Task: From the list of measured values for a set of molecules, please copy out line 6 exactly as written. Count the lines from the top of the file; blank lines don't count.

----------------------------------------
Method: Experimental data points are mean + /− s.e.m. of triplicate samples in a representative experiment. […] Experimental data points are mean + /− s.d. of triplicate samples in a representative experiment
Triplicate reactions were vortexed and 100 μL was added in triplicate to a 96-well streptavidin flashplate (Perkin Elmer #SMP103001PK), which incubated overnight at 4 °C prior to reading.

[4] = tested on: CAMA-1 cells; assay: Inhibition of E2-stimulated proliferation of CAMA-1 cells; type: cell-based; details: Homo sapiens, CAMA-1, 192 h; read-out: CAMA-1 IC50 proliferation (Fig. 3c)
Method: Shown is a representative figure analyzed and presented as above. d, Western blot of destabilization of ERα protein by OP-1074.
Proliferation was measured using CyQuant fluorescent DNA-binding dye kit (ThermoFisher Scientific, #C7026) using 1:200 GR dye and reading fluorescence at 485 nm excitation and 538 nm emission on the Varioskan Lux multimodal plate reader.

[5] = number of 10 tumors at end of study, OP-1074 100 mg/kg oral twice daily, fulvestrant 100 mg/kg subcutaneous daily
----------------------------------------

[5] = number of 10 tumors at end of study, OP-1074 100 mg/kg oral twice daily, fulvestrant 100 mg/kg subcutaneous daily